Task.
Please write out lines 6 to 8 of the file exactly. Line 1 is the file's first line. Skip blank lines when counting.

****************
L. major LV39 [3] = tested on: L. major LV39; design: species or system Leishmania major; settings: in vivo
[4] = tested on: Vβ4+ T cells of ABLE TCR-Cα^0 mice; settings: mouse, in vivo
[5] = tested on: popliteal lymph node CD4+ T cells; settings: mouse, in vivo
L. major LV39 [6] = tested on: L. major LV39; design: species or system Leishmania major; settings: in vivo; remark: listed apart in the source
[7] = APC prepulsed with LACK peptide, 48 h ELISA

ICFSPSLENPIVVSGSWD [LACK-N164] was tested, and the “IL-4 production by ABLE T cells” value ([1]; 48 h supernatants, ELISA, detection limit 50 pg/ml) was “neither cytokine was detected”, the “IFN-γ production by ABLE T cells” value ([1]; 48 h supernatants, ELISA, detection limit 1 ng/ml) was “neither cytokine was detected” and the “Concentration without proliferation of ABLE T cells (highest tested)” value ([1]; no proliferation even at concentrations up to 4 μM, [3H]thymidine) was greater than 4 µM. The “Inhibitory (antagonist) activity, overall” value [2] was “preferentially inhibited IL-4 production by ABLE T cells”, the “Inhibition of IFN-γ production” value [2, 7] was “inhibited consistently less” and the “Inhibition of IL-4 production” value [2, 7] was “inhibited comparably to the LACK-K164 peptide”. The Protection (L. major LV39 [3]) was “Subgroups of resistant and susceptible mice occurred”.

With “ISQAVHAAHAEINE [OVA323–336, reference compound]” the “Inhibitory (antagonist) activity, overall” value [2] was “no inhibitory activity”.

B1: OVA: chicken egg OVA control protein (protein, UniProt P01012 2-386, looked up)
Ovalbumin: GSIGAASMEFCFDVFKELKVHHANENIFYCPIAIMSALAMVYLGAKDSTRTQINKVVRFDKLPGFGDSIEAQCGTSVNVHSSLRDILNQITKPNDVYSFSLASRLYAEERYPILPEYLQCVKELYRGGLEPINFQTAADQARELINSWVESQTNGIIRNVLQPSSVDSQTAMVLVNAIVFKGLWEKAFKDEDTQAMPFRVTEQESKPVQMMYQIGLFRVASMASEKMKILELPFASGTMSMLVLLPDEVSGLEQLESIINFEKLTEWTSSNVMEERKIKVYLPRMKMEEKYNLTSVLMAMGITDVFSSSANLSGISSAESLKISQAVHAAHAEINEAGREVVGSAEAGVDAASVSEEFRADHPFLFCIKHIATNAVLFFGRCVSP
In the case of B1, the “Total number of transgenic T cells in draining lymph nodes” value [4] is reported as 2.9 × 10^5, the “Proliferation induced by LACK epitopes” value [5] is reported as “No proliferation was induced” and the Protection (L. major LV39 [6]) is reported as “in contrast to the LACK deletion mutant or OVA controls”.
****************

ICFSPSLENPIVVSGSWD [LACK-N164] was tested, and the “IL-4 production by ABLE T cells” value ([1]; 48 h supernatants, ELISA, detection limit 50 pg/ml) was “neither cytokine was detected”, the “IFN-γ production by ABLE T cells” value ([1]; 48 h supernatants, ELISA, detection limit 1 ng/ml) was “neither cytokine was detected” and the “Concentration without proliferation of ABLE T cells (highest tested)” value ([1]; no proliferation even at concentrations up to 4 μM, [3H]thymidine) was greater than 4 µM. The “Inhibitory (antagonist) activity, overall” value [2] was “preferentially inhibited IL-4 production by ABLE T cells”, the “Inhibition of IFN-γ production” value [2, 7] was “inhibited consistently less” and the “Inhibition of IL-4 production” value [2, 7] was “inhibited comparably to the LACK-K164 peptide”. The Protection (L. major LV39 [3]) was “Subgroups of resistant and susceptible mice occurred”.

With “ISQAVHAAHAEINE [OVA323–336, reference compound]” the “Inhibitory (antagonist) activity, overall” value [2] was “no inhibitory activity”.

B1: OVA: chicken egg OVA control protein (protein, UniProt P01012 2-386, looked up)